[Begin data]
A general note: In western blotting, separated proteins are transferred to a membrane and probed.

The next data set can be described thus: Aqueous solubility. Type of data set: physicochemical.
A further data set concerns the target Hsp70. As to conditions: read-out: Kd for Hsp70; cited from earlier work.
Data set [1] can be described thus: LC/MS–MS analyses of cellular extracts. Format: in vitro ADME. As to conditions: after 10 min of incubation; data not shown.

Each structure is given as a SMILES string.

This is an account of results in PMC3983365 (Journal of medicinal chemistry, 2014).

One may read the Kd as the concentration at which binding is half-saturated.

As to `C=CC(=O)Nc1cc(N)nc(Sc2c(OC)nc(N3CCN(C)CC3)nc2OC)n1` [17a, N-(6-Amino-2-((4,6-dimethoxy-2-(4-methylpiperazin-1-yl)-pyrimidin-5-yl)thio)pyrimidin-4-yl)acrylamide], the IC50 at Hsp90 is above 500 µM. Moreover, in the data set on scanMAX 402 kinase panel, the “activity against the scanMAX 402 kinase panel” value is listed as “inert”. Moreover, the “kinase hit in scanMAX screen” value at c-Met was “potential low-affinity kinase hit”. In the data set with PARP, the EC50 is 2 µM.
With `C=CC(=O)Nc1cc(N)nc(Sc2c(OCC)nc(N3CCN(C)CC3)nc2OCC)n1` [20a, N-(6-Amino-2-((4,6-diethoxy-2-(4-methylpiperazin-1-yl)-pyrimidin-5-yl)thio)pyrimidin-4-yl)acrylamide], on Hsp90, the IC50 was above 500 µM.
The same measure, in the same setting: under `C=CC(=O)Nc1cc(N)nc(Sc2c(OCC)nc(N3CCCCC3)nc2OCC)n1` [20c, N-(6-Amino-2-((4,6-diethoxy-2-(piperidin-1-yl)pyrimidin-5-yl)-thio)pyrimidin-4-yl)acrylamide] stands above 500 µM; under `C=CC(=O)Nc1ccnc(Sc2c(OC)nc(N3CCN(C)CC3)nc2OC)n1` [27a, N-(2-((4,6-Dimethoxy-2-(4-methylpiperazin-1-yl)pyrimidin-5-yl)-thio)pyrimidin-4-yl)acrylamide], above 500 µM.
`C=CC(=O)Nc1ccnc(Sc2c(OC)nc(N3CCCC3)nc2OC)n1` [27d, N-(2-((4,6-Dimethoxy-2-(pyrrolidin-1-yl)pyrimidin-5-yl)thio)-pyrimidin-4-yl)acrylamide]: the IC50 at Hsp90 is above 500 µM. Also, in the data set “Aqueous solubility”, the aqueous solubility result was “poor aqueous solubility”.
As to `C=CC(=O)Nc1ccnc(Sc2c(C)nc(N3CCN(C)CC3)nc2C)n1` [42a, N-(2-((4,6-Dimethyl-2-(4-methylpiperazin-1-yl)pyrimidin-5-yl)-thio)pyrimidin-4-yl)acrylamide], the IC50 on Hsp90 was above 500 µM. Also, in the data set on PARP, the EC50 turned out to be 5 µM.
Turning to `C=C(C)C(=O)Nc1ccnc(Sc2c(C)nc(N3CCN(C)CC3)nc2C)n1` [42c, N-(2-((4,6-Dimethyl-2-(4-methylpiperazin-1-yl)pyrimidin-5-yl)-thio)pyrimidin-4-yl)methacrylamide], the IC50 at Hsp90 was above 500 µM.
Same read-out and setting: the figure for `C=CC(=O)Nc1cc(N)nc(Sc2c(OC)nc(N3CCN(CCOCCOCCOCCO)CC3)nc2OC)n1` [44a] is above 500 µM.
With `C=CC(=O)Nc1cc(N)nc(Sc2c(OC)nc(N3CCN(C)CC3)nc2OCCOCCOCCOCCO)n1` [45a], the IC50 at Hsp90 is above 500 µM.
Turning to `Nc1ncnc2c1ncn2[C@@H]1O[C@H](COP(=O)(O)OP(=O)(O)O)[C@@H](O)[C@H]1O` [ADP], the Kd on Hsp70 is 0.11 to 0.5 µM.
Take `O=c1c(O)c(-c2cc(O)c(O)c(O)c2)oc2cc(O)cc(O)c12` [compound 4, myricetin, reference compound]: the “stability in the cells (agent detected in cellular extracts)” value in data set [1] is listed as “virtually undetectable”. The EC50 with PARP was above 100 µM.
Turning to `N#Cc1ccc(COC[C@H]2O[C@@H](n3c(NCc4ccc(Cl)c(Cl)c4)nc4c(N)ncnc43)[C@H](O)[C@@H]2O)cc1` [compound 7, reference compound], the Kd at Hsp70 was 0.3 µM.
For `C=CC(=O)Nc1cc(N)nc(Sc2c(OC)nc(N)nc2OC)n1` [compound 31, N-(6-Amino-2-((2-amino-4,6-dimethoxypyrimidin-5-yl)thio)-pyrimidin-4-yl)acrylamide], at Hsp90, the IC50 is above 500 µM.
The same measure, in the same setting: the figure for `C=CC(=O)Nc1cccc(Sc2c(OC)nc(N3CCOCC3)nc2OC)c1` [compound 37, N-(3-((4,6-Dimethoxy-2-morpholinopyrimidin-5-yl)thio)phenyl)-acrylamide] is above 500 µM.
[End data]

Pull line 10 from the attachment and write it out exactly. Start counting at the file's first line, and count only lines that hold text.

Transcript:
The same measure, in the same setting: under `C=CC(=O)Nc1cc(N)nc(Sc2c(OCC)nc(N3CCCCC3)nc2OCC)n1` [20c, N-(6-Amino-2-((4,6-diethoxy-2-(piperidin-1-yl)pyrimidin-5-yl)-thio)pyrimidin-4-yl)acrylamide] stands above 500 µM; under `C=CC(=O)Nc1ccnc(Sc2c(OC)nc(N3CCN(C)CC3)nc2OC)n1` [27a, N-(2-((4,6-Dimethoxy-2-(4-methylpiperazin-1-yl)pyrimidin-5-yl)-thio)pyrimidin-4-yl)acrylamide], above 500 µM.